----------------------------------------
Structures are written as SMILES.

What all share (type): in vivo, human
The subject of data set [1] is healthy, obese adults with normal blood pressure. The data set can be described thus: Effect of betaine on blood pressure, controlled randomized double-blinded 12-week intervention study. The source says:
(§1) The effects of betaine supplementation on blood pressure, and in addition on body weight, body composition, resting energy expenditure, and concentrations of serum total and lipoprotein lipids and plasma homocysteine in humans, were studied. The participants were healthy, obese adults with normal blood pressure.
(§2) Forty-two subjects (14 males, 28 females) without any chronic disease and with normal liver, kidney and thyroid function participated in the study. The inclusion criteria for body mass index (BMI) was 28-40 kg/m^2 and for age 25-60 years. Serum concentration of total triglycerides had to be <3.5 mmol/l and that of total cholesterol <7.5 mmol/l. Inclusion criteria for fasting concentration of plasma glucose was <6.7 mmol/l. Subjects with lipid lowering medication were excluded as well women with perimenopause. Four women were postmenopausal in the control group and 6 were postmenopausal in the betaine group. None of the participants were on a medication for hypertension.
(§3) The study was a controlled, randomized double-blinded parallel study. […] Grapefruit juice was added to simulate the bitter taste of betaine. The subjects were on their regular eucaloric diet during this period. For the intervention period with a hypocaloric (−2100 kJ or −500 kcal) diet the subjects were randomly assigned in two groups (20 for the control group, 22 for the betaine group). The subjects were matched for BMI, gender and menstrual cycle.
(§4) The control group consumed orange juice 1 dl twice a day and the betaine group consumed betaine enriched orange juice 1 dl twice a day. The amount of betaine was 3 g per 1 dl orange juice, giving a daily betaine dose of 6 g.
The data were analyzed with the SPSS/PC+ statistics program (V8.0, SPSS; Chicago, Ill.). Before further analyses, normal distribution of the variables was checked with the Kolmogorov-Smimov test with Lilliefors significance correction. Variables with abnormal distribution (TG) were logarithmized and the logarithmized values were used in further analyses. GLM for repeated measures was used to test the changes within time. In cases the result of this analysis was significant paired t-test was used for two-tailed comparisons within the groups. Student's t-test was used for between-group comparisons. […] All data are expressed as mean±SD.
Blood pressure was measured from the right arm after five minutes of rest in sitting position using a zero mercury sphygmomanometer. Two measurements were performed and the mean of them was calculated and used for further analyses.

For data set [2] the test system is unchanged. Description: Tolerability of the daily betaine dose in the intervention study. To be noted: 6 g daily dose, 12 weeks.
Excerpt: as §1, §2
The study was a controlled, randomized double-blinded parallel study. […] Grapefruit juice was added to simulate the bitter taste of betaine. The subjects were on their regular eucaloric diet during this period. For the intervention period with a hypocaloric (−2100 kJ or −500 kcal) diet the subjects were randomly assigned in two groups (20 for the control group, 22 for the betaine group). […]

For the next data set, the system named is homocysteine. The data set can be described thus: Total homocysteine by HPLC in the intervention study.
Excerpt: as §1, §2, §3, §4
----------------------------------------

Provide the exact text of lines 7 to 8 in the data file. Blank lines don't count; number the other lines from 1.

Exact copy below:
(§4) The control group consumed orange juice 1 dl twice a day and the betaine group consumed betaine enriched orange juice 1 dl twice a day. The amount of betaine was 3 g per 1 dl orange juice, giving a daily betaine dose of 6 g.
The data were analyzed with the SPSS/PC+ statistics program (V8.0, SPSS; Chicago, Ill.). Before further analyses, normal distribution of the variables was checked with the Kolmogorov-Smimov test with Lilliefors significance correction. Variables with abnormal distribution (TG) were logarithmized and the logarithmized values were used in further analyses. GLM for repeated measures was used to test the changes within time. In cases the result of this analysis was significant paired t-test was used for two-tailed comparisons within the groups. Student's t-test was used for between-group comparisons. […] All data are expressed as mean±SD.